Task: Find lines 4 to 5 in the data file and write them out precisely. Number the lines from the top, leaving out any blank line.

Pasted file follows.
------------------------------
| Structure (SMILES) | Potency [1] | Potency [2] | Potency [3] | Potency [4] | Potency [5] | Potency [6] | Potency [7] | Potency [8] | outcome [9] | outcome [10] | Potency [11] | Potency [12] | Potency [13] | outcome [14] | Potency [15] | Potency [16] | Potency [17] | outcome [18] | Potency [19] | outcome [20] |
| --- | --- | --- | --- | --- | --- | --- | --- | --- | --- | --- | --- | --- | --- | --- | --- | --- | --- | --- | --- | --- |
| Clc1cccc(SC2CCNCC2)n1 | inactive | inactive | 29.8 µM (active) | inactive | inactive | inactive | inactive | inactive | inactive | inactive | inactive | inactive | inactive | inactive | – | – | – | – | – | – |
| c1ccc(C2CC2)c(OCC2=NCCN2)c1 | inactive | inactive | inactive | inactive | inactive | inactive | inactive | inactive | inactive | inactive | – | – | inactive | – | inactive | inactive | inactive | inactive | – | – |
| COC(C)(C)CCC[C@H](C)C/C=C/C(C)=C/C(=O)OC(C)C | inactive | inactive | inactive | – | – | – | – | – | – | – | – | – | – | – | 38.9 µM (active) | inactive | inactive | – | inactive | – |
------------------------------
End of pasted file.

| c1ccc(C2CC2)c(OCC2=NCCN2)c1 | inactive | inactive | inactive | inactive | inactive | inactive | inactive | inactive | inactive | inactive | – | – | inactive | – | inactive | inactive | inactive | inactive | – | – |
| COC(C)(C)CCC[C@H](C)C/C=C/C(C)=C/C(=O)OC(C)C | inactive | inactive | inactive | – | – | – | – | – | – | – | – | – | – | – | 38.9 µM (active) | inactive | inactive | – | inactive | – |